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In order to provide something to take your minds off of The Election That Lasted 1000 Years I bring you the following comic link that came to my attention by a co-worker. So, Constant Reader, enjoy today’s buffet. Or barfet. Whatever.

This is a pretty funny comic site if you have a warped sense of humor. This is the first one of an array of strips I read and starts with every parent’s dreaded event – The Child-Barfed-in-the-Middle-of-the-Night-Until-His-Nose-Bled-and-

He-Saw-the-Angels Eventit will set the stage.

When I think about this strip it reminds me of Frank Cho’s quirky ley lines of thought that went into Liberty Meadows.

Link to other Dr. McNinja strips…

~~~~~~~~~~~~Amazing Update~~~~~~~~~~~~

The earth just rumbled… must’ve been a 8.0 magnitude quake on my “funny feeling” scale.

South Dakota is the epicenter

Sadly. any idiot can sue for any reason and drive you under with delays and expensive court costs. Especially capable of economic extortion are those organizations with agendas that are well-funded.

“What happened tonight, we were not supposed to be able to do,” Phillips told a cheering audience. “Development projects like this are supposed to be outright rejected by residents and neighbors. But this project is a testament to our balancing the needs for growth and for protecting the environment.”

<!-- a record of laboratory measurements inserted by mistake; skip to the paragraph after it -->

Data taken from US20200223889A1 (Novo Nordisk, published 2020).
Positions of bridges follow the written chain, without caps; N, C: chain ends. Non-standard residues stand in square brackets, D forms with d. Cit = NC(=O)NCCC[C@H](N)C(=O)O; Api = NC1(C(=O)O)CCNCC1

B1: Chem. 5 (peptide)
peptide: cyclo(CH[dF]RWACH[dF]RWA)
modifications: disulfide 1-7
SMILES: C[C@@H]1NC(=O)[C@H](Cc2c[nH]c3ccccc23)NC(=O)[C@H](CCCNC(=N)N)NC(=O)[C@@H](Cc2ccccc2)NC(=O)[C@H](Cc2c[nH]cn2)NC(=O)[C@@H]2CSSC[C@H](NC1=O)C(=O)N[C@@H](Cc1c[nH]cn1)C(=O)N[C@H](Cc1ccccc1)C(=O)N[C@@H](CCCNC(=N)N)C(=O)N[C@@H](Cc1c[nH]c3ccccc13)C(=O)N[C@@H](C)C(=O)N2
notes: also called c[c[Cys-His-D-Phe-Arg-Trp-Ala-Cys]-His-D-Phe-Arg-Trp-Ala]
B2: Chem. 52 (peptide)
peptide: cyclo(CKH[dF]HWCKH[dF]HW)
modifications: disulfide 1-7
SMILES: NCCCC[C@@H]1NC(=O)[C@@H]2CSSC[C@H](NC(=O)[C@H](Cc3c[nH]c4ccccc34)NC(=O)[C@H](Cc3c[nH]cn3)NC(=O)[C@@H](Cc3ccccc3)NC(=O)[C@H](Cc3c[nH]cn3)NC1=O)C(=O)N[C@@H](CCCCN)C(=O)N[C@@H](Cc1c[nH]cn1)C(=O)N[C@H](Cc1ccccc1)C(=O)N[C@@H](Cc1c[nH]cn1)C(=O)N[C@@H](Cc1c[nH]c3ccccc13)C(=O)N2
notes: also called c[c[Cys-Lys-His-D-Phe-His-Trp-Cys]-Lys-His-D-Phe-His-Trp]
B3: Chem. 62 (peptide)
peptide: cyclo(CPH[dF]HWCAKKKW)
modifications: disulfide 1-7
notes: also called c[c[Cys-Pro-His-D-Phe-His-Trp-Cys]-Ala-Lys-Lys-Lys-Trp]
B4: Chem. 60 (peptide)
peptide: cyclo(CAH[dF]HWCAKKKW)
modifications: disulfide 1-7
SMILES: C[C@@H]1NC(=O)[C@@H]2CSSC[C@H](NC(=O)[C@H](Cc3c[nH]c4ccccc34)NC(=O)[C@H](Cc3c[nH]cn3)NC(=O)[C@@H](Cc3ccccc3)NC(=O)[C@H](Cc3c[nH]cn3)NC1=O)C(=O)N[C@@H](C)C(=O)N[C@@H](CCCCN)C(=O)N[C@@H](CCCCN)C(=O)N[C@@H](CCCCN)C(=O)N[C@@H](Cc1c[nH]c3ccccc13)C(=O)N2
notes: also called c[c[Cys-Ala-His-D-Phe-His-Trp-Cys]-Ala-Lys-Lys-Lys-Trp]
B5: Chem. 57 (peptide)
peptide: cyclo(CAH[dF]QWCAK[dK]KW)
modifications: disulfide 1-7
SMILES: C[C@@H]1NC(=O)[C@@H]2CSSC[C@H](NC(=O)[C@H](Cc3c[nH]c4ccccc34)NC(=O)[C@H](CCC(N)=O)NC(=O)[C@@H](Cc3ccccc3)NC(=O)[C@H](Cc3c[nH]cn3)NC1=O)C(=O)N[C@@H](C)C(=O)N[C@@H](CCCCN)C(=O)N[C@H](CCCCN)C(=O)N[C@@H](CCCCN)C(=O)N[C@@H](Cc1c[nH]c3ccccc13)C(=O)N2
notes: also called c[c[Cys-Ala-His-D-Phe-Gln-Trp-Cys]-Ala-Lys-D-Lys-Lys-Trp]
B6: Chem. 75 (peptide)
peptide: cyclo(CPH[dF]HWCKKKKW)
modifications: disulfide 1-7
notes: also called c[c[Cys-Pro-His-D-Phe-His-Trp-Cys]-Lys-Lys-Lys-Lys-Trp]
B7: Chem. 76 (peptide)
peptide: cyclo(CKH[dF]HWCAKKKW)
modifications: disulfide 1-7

At stake was billions of dollars in capital investment and thousands of high-paying jobs. From the beginning, Hyperion executives said they would abandon its Union County site, just north of Elk Point, if a majority of voters failed to give their blessing to the rezoning.

While conceding defeat, opponents vowed to keep fighting the controversial project on every imaginable front, pressing on with a lawsuit it filed against the county over the zoning procedures and opposing Hyperion as it applies for a bevy of state and federal permits.

“We have strategies in place to slow or delay all the permit processes,” Ed Cable, chairman of the anti-Hyperion group Save Union County, said after the vote.

Tuesday’s historic election culminated a months-long, emotionally charged campaign that pitted neighbor against neighbor in this extreme southeast South Dakota county.

Supporters cited the once-in-a-lifetime economic opportunities the $10 billion project would bring.

An average of 4,500 construction jobs would be required over four years. With the refinery up and running, Hyperion pledges to create 1,826 full-time jobs at hourly wages of between $20 and $30.

“I think it would be a great opportunity for young people to stay in this area instead of leaving for other states,” Kelly Hoekstra, 31, of Dakota Dunes said after casting a vote in favor of the rezoning.

Opponents argued the massive development would not be worth the pollution and other troubles they claimed the refinery would bring. The health risks traditionally associated with a refinery weighed heavily on the minds of some voters.

“I live out here. I don’t need the pollution,” said Jim Schroeder of McCook Lake, after voting against the rezoning.

Yet, you’re perfectly willing to use oil and gas that came from pollution in somebody else’s back yard? Has anyone even looked into whether or not there have been great strides in pollution and wastes in the last 32 years? Crap, people! If the refineries are so gosh-darned bad in every way, why do you perpetuate the problem by driving around in an automobile?

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